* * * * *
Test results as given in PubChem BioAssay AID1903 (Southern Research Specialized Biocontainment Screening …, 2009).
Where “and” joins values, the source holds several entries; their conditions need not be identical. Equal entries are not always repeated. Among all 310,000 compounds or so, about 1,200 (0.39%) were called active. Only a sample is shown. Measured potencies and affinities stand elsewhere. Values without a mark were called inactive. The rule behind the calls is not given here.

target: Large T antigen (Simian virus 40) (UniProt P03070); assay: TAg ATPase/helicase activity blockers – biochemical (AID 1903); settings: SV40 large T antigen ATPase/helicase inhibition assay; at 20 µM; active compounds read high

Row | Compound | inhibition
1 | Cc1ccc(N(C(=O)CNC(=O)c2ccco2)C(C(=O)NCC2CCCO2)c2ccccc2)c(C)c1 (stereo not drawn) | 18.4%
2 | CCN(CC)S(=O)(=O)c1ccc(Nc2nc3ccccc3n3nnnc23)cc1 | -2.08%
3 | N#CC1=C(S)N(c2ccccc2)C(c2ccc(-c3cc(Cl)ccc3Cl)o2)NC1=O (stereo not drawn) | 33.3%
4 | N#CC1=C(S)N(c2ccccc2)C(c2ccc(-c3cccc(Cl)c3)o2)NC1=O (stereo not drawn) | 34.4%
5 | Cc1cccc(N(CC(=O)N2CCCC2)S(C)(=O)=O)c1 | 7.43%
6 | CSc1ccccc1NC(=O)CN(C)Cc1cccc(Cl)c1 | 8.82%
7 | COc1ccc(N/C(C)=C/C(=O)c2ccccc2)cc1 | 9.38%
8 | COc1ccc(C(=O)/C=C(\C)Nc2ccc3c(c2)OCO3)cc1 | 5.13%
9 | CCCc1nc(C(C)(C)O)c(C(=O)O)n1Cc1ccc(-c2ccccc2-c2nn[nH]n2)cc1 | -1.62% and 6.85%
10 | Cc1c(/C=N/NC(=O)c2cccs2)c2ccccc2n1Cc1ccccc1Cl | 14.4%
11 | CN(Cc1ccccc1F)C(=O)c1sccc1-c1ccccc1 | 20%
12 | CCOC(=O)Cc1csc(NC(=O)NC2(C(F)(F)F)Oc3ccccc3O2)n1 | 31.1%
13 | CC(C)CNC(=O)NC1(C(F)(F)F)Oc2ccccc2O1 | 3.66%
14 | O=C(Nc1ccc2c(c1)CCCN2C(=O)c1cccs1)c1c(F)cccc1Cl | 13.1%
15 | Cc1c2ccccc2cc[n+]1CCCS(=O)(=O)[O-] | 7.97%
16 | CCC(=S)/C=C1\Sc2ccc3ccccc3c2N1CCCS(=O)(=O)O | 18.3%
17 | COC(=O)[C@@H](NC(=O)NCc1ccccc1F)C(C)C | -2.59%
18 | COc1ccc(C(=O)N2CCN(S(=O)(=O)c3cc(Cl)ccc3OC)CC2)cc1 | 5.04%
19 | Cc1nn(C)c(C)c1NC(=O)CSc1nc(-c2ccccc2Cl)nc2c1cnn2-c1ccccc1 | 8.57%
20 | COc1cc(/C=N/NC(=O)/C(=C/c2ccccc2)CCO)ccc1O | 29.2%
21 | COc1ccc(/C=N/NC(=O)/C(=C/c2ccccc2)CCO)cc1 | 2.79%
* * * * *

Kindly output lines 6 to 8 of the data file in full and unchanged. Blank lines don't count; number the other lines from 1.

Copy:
2 | CCN(CC)S(=O)(=O)c1ccc(Nc2nc3ccccc3n3nnnc23)cc1 | -2.08%
3 | N#CC1=C(S)N(c2ccccc2)C(c2ccc(-c3cc(Cl)ccc3Cl)o2)NC1=O (stereo not drawn) | 33.3%
4 | N#CC1=C(S)N(c2ccccc2)C(c2ccc(-c3cccc(Cl)c3)o2)NC1=O (stereo not drawn) | 34.4%